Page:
Check it out, its right above the dock at the Lagoon near our canoes and kayaks.
When I think of mulberries, my mind drifts back to my younger self enjoying summers at my grandparents’ house in Mount Prospect.
A mulberry tree rooted itself near the fence in their back yard. While our parents would socialize on the patio, my cousins and I would grab a rickety splinter ridden ladder out of my grandparent’s garage.
Each of us with a plastic sandwich bag would try to delicately pick the precious fruits. Even with our gentle picking the mulberries would still burst leaving stains on our hands and clothes. I always aimed to pick the plumpest purple mulberry I could find; those were the ripest.
The Mulberry Tree on Campus
As I stood on the dock next to NIU’s Lagoon the memory rushed through my head. I didn’t really think something as simple as a fruit could bring so much back for me.
As much as I’d like to reminisce on my memories let’s focus! There is a Mulberry tree on campus! The tree is fruiting right now and is producing some tasty berries. In the next couple weeks look for some darker sweeter berries.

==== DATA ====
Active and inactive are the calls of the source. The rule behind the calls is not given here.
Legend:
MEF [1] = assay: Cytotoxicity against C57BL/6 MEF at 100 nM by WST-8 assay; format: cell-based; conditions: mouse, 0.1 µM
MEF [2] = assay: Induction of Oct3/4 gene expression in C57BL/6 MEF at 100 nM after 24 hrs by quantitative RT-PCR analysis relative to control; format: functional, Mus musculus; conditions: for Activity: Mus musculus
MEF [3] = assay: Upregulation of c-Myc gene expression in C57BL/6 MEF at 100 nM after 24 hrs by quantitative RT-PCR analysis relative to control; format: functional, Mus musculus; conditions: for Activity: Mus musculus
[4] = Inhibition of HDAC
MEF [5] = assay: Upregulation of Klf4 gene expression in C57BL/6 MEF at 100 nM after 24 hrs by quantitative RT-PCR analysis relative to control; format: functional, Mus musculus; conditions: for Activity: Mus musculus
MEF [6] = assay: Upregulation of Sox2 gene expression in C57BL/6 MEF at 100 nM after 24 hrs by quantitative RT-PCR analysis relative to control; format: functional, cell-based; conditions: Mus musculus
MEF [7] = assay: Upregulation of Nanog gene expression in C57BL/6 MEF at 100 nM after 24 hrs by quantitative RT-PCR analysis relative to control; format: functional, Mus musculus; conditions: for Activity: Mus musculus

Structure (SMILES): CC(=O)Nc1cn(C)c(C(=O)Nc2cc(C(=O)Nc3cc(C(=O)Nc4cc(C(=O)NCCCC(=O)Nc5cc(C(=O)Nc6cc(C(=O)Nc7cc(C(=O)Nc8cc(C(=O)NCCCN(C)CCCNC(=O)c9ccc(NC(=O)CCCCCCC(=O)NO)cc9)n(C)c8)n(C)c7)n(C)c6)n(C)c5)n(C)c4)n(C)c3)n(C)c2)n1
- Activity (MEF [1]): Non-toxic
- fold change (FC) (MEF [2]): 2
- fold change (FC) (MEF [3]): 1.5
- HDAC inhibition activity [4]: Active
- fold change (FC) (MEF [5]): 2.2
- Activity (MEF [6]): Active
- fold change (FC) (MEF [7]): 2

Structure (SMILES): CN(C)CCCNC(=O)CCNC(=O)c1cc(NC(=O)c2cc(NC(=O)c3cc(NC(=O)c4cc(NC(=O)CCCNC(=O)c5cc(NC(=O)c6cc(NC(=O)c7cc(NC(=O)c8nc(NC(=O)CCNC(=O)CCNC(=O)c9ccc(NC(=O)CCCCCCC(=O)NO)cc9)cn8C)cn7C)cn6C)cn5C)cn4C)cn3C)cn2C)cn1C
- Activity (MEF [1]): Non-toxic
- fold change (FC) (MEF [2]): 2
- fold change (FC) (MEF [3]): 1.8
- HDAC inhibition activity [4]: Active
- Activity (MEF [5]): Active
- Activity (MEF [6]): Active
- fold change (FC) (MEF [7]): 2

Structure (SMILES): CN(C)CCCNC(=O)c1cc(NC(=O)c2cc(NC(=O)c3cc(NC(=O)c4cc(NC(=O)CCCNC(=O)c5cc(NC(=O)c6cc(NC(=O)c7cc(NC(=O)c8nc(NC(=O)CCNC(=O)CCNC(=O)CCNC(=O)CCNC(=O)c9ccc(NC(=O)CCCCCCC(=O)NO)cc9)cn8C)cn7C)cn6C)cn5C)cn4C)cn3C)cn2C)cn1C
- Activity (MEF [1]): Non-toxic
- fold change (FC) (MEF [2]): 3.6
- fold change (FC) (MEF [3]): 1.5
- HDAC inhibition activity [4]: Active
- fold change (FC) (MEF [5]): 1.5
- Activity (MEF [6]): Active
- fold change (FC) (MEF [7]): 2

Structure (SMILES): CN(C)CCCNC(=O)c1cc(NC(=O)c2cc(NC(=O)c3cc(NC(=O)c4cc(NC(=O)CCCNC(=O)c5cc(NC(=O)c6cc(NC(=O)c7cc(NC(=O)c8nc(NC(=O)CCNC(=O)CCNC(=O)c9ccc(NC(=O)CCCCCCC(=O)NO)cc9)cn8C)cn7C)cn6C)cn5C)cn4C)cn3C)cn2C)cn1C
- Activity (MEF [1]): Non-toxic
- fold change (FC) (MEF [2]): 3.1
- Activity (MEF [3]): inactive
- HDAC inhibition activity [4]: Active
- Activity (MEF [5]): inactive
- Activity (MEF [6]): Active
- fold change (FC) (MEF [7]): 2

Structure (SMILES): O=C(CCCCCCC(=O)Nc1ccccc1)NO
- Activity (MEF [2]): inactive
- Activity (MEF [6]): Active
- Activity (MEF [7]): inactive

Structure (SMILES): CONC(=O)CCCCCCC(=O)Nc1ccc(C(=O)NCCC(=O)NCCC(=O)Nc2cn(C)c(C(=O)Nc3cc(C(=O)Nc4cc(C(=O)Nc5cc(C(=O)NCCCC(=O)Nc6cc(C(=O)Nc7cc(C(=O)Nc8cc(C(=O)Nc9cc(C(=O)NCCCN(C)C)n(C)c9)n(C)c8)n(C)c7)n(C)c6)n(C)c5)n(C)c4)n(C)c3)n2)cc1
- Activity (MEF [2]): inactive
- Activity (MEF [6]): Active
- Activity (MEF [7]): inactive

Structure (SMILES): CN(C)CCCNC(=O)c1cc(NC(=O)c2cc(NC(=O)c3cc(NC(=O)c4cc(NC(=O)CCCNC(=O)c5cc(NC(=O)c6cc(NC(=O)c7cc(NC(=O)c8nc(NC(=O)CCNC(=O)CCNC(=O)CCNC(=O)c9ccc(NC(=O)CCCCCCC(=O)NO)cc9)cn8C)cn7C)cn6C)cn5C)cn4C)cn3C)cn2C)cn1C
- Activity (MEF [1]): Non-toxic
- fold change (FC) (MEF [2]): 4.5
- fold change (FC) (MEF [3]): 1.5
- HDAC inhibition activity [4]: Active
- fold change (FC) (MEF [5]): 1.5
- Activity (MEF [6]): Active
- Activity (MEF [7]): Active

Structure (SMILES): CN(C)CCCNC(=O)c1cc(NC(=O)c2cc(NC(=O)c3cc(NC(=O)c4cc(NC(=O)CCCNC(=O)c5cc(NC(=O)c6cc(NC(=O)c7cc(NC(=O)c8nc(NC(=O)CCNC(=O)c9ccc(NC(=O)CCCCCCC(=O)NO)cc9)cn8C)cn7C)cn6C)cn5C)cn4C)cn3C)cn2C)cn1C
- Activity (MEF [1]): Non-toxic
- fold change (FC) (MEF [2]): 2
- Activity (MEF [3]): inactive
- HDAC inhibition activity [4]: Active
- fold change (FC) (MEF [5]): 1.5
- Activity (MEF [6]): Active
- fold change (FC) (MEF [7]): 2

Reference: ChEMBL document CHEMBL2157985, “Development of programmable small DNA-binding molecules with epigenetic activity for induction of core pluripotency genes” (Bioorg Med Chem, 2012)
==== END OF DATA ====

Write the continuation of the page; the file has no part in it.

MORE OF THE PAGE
Check it out, it is free and not too far away.
There is some low hanging fruit just pick the berries and enjoy making your own memories of summer.
Hey, maybe a great date idea as well. Get your partner, stuff for a picnic, pick some mulberries and enjoy the Lagoon.
Other things to know about the berry
1. It is the silkworms only food source.
2. Mulberries are high in Vitamin C.
3. The red mulberry is endangered in Connecticut and Massachusetts because of an invasive species, the white mulberry.
4. Vincent Van Gogh has a painting called the Mulberry Tree.
5. The first mulberry was planted in England in the 1500s.
1. Mulberry Jam
3. If you’re trying to get a little crazy, Mulberry Mojitos
5. My personal favorite, Mulberry Ice cream